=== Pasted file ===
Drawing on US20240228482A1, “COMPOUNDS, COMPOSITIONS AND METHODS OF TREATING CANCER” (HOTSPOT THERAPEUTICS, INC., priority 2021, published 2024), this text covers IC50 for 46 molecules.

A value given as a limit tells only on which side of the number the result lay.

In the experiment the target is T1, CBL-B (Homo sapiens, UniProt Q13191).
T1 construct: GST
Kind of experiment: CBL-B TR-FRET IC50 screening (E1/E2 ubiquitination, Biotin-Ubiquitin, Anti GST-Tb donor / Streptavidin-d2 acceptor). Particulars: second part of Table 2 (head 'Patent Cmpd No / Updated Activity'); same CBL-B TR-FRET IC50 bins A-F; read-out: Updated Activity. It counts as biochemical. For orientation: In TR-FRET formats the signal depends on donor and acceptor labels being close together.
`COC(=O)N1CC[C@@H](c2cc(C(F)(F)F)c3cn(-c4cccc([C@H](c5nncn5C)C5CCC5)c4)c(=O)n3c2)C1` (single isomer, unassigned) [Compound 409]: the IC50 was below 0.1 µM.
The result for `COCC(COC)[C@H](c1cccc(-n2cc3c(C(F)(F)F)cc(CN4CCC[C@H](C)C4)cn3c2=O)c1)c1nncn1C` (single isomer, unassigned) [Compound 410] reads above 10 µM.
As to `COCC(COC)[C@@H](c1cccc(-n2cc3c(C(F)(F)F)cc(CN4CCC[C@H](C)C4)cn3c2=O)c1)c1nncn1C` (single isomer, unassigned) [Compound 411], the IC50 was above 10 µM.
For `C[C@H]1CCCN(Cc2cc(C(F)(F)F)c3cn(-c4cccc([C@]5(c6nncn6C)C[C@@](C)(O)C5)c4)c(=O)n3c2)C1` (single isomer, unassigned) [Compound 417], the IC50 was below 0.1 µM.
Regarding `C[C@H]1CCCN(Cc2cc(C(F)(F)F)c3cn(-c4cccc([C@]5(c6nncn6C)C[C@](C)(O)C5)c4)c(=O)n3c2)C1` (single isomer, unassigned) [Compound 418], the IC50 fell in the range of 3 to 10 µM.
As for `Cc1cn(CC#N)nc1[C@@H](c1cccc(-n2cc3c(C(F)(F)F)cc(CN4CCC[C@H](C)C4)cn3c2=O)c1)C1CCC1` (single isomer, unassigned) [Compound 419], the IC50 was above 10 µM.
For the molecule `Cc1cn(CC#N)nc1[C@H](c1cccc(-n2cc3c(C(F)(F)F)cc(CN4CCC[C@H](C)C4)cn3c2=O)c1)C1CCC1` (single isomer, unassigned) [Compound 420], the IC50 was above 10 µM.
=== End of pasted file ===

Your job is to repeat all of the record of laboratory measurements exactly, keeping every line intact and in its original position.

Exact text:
Drawing on US20240228482A1, “COMPOUNDS, COMPOSITIONS AND METHODS OF TREATING CANCER” (HOTSPOT THERAPEUTICS, INC., priority 2021, published 2024), this text covers IC50 for 46 molecules.

A value given as a limit tells only on which side of the number the result lay.

In the experiment the target is T1, CBL-B (Homo sapiens, UniProt Q13191).
T1 construct: GST
Kind of experiment: CBL-B TR-FRET IC50 screening (E1/E2 ubiquitination, Biotin-Ubiquitin, Anti GST-Tb donor / Streptavidin-d2 acceptor). Particulars: second part of Table 2 (head 'Patent Cmpd No / Updated Activity'); same CBL-B TR-FRET IC50 bins A-F; read-out: Updated Activity. It counts as biochemical. For orientation: In TR-FRET formats the signal depends on donor and acceptor labels being close together.
`COC(=O)N1CC[C@@H](c2cc(C(F)(F)F)c3cn(-c4cccc([C@H](c5nncn5C)C5CCC5)c4)c(=O)n3c2)C1` (single isomer, unassigned) [Compound 409]: the IC50 was below 0.1 µM.
The result for `COCC(COC)[C@H](c1cccc(-n2cc3c(C(F)(F)F)cc(CN4CCC[C@H](C)C4)cn3c2=O)c1)c1nncn1C` (single isomer, unassigned) [Compound 410] reads above 10 µM.
As to `COCC(COC)[C@@H](c1cccc(-n2cc3c(C(F)(F)F)cc(CN4CCC[C@H](C)C4)cn3c2=O)c1)c1nncn1C` (single isomer, unassigned) [Compound 411], the IC50 was above 10 µM.
For `C[C@H]1CCCN(Cc2cc(C(F)(F)F)c3cn(-c4cccc([C@]5(c6nncn6C)C[C@@](C)(O)C5)c4)c(=O)n3c2)C1` (single isomer, unassigned) [Compound 417], the IC50 was below 0.1 µM.
Regarding `C[C@H]1CCCN(Cc2cc(C(F)(F)F)c3cn(-c4cccc([C@]5(c6nncn6C)C[C@](C)(O)C5)c4)c(=O)n3c2)C1` (single isomer, unassigned) [Compound 418], the IC50 fell in the range of 3 to 10 µM.
As for `Cc1cn(CC#N)nc1[C@@H](c1cccc(-n2cc3c(C(F)(F)F)cc(CN4CCC[C@H](C)C4)cn3c2=O)c1)C1CCC1` (single isomer, unassigned) [Compound 419], the IC50 was above 10 µM.
For the molecule `Cc1cn(CC#N)nc1[C@H](c1cccc(-n2cc3c(C(F)(F)F)cc(CN4CCC[C@H](C)C4)cn3c2=O)c1)C1CCC1` (single isomer, unassigned) [Compound 420], the IC50 was above 10 µM.